- Why don’t you encourage citizens to protest all injustices? Free Press Houston is the same as all other publicity whore race baiters. [Again, look at the post to see where I reply to this inbred troglodyte with 10 links to recent stories we’ve done on issues ranging from Net Neutrality to Climate Change to war in Gaza to the Arab Spring and yes, even police brutality — pre-Ferguson.]
That said, I regret that I was not able to make it because I was out of town, and the FPTV crew was not able to make it because police was blocking traffic and they were in a car. Nonetheless, I’m happy to share a video by FPH contributor Eric DeBruin, as well as stills from local educator Jane Nguyen, FPH contributor Nick Cooper, friend of FPH and sometimes contributor Robinson Block, and Rice University undergrad Amiri Boykin. More images (for which I do not have permission) can be found on the FB event page.
Following Eric’s video there is a song by Antibalas which may or may not provide a good soundtrack for picture-viewing, and I’m going to close out this post with a video from January 23, 1991, when ACT UP NY shut down New York’s Grand Central Station as part of their “Day of Desperation” to demand “Money for AIDS, not for war!” which is quite possibly the best use of civil disobedience during my lifetime, prior to the 1999 Seattle WTO protests.
I stopped going to marches and rallies in Houston because the idea of marching down the sidewalk chanting “Whose streets? Our streets!” was just pathetic. I am sorry I missed this one, though.
So, here you go, lovers and haters. Enjoy these images of a group of people who have had ENOUGH of being bullied, harassed, and then blamed for their own ill treatment by “public servants.” I’m so proud of these Houstonians who finally left the sidewalk to march in the street, to claim the public space that is theirs, to slow down and stop traffic just to say:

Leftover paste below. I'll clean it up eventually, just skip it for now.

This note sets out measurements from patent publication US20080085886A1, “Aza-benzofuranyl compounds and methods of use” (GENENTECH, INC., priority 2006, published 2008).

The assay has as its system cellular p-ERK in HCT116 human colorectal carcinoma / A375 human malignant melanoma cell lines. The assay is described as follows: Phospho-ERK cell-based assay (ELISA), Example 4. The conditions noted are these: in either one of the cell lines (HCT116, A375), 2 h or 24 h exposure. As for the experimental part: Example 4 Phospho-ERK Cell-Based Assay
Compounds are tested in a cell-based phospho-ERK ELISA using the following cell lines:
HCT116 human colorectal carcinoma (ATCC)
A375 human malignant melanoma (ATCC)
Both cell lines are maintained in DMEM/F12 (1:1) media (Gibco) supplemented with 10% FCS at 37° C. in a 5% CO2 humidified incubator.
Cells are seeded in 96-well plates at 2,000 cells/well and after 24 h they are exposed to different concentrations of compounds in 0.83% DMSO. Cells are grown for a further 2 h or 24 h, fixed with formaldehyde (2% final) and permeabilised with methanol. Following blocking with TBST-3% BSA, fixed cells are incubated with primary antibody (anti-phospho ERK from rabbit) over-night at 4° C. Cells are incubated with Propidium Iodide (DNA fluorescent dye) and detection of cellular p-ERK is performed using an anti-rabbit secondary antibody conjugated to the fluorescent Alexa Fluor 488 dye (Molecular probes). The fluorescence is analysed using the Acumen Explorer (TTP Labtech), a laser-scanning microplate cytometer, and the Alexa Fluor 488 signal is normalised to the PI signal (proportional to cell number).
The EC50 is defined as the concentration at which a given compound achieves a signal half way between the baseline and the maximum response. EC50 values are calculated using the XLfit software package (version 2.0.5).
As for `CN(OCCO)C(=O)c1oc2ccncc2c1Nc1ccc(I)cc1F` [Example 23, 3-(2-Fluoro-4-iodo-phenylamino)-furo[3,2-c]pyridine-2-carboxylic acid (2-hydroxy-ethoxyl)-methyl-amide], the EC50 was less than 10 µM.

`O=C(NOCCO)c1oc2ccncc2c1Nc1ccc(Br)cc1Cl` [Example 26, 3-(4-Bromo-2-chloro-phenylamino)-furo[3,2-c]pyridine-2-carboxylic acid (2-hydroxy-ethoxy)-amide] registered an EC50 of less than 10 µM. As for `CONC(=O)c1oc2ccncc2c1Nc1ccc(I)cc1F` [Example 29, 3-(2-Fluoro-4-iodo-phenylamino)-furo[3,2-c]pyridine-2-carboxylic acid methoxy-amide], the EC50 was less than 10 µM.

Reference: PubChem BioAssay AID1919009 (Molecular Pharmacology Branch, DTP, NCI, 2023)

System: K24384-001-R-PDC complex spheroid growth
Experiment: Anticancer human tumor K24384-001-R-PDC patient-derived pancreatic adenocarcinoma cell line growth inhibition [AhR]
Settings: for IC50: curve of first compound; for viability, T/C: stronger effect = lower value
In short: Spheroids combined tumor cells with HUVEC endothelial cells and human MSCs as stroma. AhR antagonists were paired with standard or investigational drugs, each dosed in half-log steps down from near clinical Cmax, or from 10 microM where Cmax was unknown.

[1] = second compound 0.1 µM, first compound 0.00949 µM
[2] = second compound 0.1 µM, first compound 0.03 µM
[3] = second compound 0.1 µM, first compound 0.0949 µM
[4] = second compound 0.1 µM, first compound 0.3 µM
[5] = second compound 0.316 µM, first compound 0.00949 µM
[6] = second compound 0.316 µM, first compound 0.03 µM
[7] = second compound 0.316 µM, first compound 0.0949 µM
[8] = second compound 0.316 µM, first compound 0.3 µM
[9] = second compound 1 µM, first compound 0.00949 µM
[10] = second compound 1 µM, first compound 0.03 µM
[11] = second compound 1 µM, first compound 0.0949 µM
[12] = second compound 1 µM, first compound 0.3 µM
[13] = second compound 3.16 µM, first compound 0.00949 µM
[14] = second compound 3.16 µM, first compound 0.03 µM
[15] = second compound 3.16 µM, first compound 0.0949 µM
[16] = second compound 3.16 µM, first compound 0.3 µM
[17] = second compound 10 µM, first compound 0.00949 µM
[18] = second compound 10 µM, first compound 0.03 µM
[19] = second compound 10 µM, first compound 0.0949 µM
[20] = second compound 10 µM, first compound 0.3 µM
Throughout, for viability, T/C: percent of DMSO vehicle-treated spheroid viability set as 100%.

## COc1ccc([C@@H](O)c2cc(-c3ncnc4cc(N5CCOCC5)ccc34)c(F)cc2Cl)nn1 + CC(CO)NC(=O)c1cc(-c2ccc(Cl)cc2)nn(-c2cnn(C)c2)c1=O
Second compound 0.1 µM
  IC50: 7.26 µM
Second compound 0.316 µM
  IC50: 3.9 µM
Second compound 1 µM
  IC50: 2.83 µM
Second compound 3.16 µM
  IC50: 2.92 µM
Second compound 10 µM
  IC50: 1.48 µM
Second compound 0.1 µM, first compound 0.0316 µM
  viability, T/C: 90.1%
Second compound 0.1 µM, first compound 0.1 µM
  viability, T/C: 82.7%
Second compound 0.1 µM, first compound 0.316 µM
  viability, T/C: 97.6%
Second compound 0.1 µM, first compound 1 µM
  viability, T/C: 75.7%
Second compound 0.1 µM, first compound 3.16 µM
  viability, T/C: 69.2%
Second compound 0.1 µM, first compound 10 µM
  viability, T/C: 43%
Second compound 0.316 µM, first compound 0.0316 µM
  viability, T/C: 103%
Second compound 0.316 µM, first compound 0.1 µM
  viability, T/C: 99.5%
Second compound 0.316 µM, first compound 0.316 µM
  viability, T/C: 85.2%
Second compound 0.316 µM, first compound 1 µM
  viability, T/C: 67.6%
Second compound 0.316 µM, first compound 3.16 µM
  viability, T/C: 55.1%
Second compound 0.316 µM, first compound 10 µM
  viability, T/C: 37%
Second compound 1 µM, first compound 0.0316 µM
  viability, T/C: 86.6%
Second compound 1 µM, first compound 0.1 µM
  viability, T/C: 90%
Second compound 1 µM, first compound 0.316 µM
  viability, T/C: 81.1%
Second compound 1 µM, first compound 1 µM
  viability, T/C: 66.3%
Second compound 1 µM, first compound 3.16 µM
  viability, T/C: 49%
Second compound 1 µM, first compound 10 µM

Enough is enough. We will not allow this to be swept under the rug again.
To the people hating on YouTube and FB: This is what democracy looks like, and this is what you were ridiculing, decrying and poo-pooing. “Animals.” Yes, animals demanding dignity from a system designed to deny them their humanity.
To the people saying Michael Brown, Jr. is not worthy of remembrance — know that this is not just about Mike Brown, that an African American man is killed by the police in the USA every 28 hours, and just a few weeks ago, in the town of Jasper, Texas, where James Byrd, Jr. was dragged to his death behind the bumper of a pickup truck, a grand jury “no billed” two police officers for beating a compliant woman they picked up on traffic warrant — from her home, even though she was making payments on it — in the city jail. Furthermore, as the Congressman from Missouri City, Al Green states in response to clueless pundit Joe Scarborough, “Washington wasn’t perfect, but we honor him. Jefferson wasn’t perfect; we honor him.”
You will see some signs drawing similarities between a place called Ayotzinapah and Ferguson. For those who don’t know, Ayotzinapah is the town in Mexico where 43 students were picked up by the police and disappeared, most likely handed over to the local drug cartel, which has sparked a movement against the police/drug traffickers’ alliance in that country. For which there was a solidarity protest in Houston this past Wednesday.
And finally, for those looking to get involved, here are some links to upcoming protests: today at UH at 1 pm, today at TSU at 4 pm, tonight at city hall at 6 pm, tomorrow at the Galleria at noon. Peace!
And a soundtrack for photo-viewing, if you like:
And ACT UP: